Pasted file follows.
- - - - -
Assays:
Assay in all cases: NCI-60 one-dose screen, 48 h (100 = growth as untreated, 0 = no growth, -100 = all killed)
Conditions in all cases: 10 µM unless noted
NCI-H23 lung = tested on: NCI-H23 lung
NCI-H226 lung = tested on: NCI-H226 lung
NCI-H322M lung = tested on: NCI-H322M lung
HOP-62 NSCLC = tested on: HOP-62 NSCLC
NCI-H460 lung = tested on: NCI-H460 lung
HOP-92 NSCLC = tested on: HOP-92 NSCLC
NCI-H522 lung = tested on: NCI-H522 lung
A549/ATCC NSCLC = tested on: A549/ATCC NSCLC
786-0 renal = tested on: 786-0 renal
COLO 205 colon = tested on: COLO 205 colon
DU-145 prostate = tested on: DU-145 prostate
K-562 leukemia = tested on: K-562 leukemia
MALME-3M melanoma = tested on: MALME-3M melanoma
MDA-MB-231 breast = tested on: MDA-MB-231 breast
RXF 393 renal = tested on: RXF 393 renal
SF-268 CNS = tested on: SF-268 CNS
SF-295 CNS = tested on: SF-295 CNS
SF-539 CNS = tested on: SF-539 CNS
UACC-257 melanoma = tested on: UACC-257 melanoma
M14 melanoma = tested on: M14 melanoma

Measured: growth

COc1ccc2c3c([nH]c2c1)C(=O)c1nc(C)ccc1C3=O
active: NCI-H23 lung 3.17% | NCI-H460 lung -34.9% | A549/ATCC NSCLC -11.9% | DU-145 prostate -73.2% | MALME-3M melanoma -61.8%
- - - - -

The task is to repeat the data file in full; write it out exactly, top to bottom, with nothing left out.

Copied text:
Assays:
Assay in all cases: NCI-60 one-dose screen, 48 h (100 = growth as untreated, 0 = no growth, -100 = all killed)
Conditions in all cases: 10 µM unless noted
NCI-H23 lung = tested on: NCI-H23 lung
NCI-H226 lung = tested on: NCI-H226 lung
NCI-H322M lung = tested on: NCI-H322M lung
HOP-62 NSCLC = tested on: HOP-62 NSCLC
NCI-H460 lung = tested on: NCI-H460 lung
HOP-92 NSCLC = tested on: HOP-92 NSCLC
NCI-H522 lung = tested on: NCI-H522 lung
A549/ATCC NSCLC = tested on: A549/ATCC NSCLC
786-0 renal = tested on: 786-0 renal
COLO 205 colon = tested on: COLO 205 colon
DU-145 prostate = tested on: DU-145 prostate
K-562 leukemia = tested on: K-562 leukemia
MALME-3M melanoma = tested on: MALME-3M melanoma
MDA-MB-231 breast = tested on: MDA-MB-231 breast
RXF 393 renal = tested on: RXF 393 renal
SF-268 CNS = tested on: SF-268 CNS
SF-295 CNS = tested on: SF-295 CNS
SF-539 CNS = tested on: SF-539 CNS
UACC-257 melanoma = tested on: UACC-257 melanoma
M14 melanoma = tested on: M14 melanoma

Measured: growth

COc1ccc2c3c([nH]c2c1)C(=O)c1nc(C)ccc1C3=O
active: NCI-H23 lung 3.17% | NCI-H460 lung -34.9% | A549/ATCC NSCLC -11.9% | DU-145 prostate -73.2% | MALME-3M melanoma -61.8%